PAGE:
Asked if the cards would ever be made compulsory he said: 'No'.


'If a future Government wanted to make them compulsory it would require primary legislation,' he added.


Mr Johnson said he still believed the cards would help improve security at airports.


But he admitted the Government had allowed the perception that the cards would be a 'panacea' that would stop terrorism.


Listing the benefits of the scheme at a press conference in central London, he did not at first mention tackling terrorism.

Instead he said the cards would help stop illegal working, people trafficking and ID fraud.


Mr Johnson said he was an 'instinctive' supporter of ID cards and said he wanted to 'accelerate' the delivery of the cards.


A pilot scheme covering Greater Manchester will be extended to the whole of the North West of England from early next year, Mr Johnson said.


article-1196561-02A2DA100000044D-506_468x286.jpg Charles Clarke was just one of a number of Home Secretaries who championed the identity cards.


The scheme has been mired in controversy ever since its launch, coming under fire from all angles as politicians tried to present it as a solution to multiple problems.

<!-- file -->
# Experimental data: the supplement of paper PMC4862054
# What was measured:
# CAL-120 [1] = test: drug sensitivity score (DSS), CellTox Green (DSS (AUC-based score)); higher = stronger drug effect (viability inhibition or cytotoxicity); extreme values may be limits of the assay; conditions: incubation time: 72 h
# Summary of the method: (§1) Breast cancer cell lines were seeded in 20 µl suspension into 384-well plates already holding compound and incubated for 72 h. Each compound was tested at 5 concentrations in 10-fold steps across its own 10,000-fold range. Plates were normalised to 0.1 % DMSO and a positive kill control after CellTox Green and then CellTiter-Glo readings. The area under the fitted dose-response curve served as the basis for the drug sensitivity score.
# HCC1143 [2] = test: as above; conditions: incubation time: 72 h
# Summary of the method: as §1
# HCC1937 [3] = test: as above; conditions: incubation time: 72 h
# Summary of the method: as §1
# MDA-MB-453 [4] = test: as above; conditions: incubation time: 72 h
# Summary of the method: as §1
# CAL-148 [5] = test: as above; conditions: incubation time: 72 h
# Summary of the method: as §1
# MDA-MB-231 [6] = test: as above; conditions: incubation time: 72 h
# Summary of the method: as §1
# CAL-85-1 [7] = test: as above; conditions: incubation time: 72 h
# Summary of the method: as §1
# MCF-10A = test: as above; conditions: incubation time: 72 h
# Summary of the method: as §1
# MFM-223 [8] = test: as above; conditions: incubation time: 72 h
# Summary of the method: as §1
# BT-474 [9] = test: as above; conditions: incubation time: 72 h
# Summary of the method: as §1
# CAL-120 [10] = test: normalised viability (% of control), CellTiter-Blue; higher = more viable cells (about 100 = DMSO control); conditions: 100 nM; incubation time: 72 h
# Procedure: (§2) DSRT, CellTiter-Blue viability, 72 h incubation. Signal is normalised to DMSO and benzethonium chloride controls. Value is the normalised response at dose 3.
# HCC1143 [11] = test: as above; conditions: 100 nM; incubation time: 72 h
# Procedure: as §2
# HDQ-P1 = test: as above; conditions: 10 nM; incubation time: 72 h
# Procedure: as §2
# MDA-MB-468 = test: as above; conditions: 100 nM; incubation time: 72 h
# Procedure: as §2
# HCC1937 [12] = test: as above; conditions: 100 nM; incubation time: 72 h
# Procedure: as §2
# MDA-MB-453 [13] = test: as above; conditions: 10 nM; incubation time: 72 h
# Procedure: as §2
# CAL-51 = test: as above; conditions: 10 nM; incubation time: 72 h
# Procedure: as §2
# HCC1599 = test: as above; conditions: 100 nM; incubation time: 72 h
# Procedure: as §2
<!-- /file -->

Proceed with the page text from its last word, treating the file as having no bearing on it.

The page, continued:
It has been proposed as a way of countering terrorism, identity theft and misuse of public services and also as a way of proving the carrier's age and identity generally.

ID cards were enshrined in the Identity Cards Act 2006 and major contracts were to have been awarded by the end of this year for design, production and rollout.

Cards are linked to the National Identity Register, a centralised database intended to hold information such as fingerprints, facial and iris scans, past and present addresses.

Crucially, the databanks would be indexed to other Government records, allowing them to be cross-referenced.

The register has been pilloried by civil liberties campaigners as an Orwellian tool of state power that would be easily open to abuse.

ID cards were first mooted as a voluntary scheme by Michael Howard, Home Secretary under John Major.

At the time Tony Blair, then in Opposition, attacked it as a waste of resources that would be better spent putting more police officers on the streets.